• premium: True
      • source: Kirkus
      • content:

        Starred review from June 1, 2017
        Perhaps not lifesaving, but a life-enriching collection of essays by a conscientious writer and teacher who knows that asking the right questions is more important than having all the answers.Stielstra (Once I Was Cool, 2014) has often performed her pieces as well as published them, and her strong sense of voice and engagement with her audience reflect that experience. She is an ardent feminist, but her pieces rarely seem exclusionary; they are not directed toward any particular gender, race, economic class, generation (though rites of passage in 21st-century bohemian Chicago figure heavily), or even political persuasion. The author wants people to communicate, to connect, and to face their fears, not only of each other, but the ones deep inside. When she was in the process of losing her job within the writing program at a college where she'd spent almost two decades, she writes, "I outlined a book proposal, a collection of essays about fear." That proposal became this book. So what is she afraid of? Writing. Those who might be offended by her writing. Not writing well enough. Falling in love. Getting married. Having a baby. Cancer. Men who grope. Her response to men who grope. Sex. Not enough sex. Sex with the strings of love attached. Mortgages. Property values. Her dad's heart and his hunting adventures in Alaska. Guns. When her young son asked what an essay is, she responded, "It's a kind of question." He responded, "Okay. Did you find the answer?" After having her baby, Stielstra asks, "How do you write about depression in a way that's not depressing?" Her own essay is the answer. She also maintains, "at some point, our education no longer belongs to teachers. It belongs to us." The author sounds like a marvelous teacher, and her collection offers plenty of teaching moments. In a style that is literary but never pedantic, Stielstra has crafted a collection that has such a sense of continuity that it could pass as a memoir.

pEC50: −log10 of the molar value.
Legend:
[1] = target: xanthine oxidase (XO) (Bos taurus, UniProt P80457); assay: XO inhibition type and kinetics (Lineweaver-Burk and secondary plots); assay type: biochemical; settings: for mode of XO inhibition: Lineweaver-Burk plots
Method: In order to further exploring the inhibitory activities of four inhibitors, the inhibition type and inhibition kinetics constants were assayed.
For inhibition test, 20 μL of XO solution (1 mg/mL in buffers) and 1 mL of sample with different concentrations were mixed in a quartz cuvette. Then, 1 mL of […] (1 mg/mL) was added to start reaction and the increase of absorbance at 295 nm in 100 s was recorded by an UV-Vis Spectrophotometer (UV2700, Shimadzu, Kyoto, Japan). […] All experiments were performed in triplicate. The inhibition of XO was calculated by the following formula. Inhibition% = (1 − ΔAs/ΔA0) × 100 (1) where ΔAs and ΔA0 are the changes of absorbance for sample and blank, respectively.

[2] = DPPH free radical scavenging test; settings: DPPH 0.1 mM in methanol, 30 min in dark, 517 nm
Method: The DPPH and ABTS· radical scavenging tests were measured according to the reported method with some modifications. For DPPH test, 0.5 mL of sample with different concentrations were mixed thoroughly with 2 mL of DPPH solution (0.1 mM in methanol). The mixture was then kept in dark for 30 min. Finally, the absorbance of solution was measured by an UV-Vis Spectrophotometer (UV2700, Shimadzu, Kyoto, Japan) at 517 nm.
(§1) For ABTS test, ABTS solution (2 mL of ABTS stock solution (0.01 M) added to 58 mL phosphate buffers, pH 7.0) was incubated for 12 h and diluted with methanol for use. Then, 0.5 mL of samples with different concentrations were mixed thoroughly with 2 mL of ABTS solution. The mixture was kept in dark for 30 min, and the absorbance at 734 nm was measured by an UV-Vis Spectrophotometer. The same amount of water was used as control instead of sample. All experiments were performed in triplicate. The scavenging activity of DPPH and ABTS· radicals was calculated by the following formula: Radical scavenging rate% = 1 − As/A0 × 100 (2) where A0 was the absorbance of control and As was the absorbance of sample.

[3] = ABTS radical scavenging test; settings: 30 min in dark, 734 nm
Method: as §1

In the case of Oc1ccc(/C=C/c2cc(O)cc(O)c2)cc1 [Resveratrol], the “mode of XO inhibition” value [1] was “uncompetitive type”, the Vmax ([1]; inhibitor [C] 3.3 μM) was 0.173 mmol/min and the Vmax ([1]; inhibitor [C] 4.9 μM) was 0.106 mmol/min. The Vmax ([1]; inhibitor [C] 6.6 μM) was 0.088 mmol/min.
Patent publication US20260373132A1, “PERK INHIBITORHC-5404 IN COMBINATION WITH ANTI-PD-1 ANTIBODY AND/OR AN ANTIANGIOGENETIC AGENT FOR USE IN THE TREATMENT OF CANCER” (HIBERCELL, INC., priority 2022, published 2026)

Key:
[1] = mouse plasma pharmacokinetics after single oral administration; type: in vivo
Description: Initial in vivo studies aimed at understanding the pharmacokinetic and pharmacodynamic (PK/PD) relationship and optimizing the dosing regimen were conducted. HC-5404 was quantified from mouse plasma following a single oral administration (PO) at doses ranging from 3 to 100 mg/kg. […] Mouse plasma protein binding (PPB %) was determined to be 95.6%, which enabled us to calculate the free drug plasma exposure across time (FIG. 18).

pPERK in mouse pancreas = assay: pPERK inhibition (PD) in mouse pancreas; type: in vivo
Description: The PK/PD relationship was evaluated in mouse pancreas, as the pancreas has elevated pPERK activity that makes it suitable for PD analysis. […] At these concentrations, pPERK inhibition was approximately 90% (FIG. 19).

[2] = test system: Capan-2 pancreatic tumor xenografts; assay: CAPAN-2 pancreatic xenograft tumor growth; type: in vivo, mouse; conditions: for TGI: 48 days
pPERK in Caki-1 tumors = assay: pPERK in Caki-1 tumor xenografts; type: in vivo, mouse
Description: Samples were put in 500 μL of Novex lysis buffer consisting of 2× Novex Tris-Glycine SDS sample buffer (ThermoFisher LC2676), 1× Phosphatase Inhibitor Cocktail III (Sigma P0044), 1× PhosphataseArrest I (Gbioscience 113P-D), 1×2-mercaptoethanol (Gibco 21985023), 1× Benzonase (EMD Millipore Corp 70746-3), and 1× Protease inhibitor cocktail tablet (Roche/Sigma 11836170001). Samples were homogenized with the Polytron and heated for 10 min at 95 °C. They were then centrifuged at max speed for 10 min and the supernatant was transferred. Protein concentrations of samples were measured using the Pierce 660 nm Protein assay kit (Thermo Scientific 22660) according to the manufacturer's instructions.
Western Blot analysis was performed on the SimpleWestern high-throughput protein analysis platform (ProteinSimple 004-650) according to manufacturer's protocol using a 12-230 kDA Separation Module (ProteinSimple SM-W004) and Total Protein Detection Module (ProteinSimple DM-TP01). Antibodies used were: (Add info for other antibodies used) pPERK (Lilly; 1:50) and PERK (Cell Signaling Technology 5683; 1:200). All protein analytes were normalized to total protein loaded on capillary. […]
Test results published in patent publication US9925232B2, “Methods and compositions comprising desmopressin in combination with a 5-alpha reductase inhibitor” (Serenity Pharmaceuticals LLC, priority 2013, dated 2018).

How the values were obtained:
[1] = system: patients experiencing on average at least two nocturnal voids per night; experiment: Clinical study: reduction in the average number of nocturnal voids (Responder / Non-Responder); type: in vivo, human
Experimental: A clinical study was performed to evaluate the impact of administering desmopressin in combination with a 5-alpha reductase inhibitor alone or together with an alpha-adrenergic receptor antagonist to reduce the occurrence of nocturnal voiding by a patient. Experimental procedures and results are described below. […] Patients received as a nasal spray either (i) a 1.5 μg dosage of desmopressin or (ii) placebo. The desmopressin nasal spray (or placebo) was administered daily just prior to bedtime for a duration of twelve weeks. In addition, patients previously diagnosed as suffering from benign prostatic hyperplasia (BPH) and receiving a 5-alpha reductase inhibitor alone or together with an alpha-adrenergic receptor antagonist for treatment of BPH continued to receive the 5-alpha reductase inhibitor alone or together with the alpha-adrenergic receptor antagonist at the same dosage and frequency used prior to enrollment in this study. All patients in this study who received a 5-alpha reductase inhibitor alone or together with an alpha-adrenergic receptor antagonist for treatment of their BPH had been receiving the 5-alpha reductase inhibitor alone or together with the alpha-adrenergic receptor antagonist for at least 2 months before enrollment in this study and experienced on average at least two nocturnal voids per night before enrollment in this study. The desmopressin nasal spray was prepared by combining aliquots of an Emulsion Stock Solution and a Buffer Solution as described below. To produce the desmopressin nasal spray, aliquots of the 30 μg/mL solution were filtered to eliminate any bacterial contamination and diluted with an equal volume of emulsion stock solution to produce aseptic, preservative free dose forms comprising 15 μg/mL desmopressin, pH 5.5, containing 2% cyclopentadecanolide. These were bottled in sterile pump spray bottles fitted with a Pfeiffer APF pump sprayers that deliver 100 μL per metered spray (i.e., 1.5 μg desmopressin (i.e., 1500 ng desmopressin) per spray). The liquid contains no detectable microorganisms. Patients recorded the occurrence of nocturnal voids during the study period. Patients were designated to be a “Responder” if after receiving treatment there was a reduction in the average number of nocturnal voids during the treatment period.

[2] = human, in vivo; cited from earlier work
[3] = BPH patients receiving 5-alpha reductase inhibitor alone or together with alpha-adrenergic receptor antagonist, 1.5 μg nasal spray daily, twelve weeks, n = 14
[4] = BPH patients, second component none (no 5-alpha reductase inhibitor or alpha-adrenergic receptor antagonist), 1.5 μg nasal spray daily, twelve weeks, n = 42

COPYRIGHT(2017) Kirkus Reviews, ALL RIGHTS RESERVED.

      • premium: True
      • source: Library Journal
      • content:

        July 1, 2017